Toyota Motor Corp. unveiled its hydrogen-powered FCV-R Concept car at the Geneva Motor Show, restating its aim to sell vehicles based on the non-polluting sedan by 2015. Toyota, the largest seller of hybrid vehicles in the world, hopes that in the next decade, it will be able to supply thousands of hydrogen fuel-cell vehicles annually in anticipation of the demand for petroleum-free autos. Didier Leroy, head of Toyota's European operations, said that the company is undertaking preparations so that it would be able to make “tens of thousands” of these vehicles each year in the 2020s.
John Hanson, a spokesman for the company's U.S. unit, said that Toyota has yet to announce the price or marketing plans for fuel-cell cars or set a global sales target.
Toyota is currently selling the plug-in version of its Prius hybrid while this year, it has built vehicles that will be made at the battery-powered RAV4 and Scion iQ models.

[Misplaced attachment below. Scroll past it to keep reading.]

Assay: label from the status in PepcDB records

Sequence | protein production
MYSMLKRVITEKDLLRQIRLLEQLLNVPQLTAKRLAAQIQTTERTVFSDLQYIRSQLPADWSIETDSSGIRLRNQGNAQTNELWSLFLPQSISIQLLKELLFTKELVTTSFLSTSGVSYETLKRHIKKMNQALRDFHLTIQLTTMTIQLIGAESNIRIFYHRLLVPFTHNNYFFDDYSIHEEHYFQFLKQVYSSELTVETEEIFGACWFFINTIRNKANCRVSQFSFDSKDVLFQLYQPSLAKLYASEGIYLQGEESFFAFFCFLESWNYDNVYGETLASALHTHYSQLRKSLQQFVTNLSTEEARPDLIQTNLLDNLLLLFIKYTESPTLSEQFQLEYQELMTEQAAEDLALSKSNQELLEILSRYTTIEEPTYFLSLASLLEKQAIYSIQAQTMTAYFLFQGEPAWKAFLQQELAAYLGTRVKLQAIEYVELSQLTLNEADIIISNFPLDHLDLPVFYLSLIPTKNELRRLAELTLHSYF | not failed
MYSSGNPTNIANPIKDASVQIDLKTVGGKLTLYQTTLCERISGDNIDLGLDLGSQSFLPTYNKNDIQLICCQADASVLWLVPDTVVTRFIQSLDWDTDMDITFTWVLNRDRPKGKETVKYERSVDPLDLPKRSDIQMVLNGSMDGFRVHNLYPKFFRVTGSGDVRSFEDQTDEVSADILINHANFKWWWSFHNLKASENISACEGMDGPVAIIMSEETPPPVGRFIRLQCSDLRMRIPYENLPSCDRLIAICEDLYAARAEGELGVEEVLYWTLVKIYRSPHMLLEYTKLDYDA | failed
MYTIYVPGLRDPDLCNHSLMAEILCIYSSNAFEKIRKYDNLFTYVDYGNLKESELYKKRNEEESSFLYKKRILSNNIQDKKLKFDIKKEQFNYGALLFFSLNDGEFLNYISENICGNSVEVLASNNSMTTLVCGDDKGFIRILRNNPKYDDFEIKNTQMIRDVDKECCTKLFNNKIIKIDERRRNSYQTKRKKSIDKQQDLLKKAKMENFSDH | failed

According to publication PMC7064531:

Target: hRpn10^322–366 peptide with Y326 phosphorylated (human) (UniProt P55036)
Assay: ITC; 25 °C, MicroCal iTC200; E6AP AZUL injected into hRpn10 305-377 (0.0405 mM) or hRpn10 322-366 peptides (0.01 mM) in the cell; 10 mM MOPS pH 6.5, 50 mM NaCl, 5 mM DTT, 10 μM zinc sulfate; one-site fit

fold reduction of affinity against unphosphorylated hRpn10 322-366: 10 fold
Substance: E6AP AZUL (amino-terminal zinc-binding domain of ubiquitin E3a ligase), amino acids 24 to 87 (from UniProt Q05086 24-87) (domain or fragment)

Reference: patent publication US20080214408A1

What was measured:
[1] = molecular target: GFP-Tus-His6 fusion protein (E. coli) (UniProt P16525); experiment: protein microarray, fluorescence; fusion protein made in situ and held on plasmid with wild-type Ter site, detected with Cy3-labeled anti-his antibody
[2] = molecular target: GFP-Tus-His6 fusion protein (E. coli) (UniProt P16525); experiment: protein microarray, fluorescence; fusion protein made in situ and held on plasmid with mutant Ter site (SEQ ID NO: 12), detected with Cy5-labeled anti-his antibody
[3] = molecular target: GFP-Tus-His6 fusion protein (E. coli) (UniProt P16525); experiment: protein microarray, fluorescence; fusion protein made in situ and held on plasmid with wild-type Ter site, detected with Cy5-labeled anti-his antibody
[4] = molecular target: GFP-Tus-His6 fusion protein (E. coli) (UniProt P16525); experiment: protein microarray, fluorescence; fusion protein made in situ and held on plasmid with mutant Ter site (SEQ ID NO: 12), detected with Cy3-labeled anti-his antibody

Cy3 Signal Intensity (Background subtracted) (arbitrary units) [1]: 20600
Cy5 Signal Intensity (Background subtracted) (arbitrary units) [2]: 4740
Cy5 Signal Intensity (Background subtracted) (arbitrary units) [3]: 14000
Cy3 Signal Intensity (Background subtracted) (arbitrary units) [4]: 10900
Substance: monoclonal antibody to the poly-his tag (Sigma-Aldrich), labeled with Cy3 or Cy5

He added that there will still be challenges, including having to cut costs and resolve technical complications that had prevented retail customers from buying hydrogen fuel-cell cars.
Hydrogen is ideal to be used as fuel due to its abundance and as it’s able to make vehicles go on distances comparable to that of gasoline. The disadvantages include the high expense in making the fuel cells, the layers of plastic film coated with platinum placed between metal plates that make electricity, and the fact that there are only a few stations that have the equipment to dispense hydrogen fuel.
At the 2012 Geneva Auto Show, Toyota presented the FT-Bh concept vehicle. Toyota claims that the carbon emissions level of this small, lightweight gasoline-electric hatchback is less than half the average for cars of the same size.